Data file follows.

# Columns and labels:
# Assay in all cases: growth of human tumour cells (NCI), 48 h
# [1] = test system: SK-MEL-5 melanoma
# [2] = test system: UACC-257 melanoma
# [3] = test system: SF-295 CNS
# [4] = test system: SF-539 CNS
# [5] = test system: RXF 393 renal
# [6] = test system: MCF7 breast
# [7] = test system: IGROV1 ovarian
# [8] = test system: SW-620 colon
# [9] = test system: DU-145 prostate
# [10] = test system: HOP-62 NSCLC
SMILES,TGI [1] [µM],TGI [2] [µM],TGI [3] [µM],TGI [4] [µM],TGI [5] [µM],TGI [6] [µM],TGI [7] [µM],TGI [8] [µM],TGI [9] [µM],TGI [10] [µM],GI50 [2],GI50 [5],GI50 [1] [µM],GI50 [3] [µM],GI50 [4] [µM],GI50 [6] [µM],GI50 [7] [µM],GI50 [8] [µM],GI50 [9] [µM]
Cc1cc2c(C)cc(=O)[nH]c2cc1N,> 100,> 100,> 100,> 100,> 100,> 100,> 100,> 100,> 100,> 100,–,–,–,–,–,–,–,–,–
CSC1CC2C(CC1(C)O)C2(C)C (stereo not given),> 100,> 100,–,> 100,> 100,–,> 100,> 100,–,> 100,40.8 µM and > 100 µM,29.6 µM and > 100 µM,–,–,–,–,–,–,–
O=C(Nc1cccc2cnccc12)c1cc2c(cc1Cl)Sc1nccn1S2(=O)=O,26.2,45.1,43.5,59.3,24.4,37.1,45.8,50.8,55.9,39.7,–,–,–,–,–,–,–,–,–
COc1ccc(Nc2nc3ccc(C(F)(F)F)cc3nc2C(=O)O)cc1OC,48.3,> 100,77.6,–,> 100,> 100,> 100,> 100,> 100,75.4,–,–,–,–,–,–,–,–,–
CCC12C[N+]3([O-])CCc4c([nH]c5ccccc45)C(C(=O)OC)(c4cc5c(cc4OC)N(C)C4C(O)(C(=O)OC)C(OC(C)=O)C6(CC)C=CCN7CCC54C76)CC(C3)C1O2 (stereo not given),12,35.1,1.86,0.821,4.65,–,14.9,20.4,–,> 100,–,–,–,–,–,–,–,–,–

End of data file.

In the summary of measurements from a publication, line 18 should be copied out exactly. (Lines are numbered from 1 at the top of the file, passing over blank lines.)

CCC12C[N+]3([O-])CCc4c([nH]c5ccccc45)C(C(=O)OC)(c4cc5c(cc4OC)N(C)C4C(O)(C(=O)OC)C(OC(C)=O)C6(CC)C=CCN7CCC54C76)CC(C3)C1O2 (stereo not given),12,35.1,1.86,0.821,4.65,–,14.9,20.4,–,> 100,–,–,–,–,–,–,–,–,–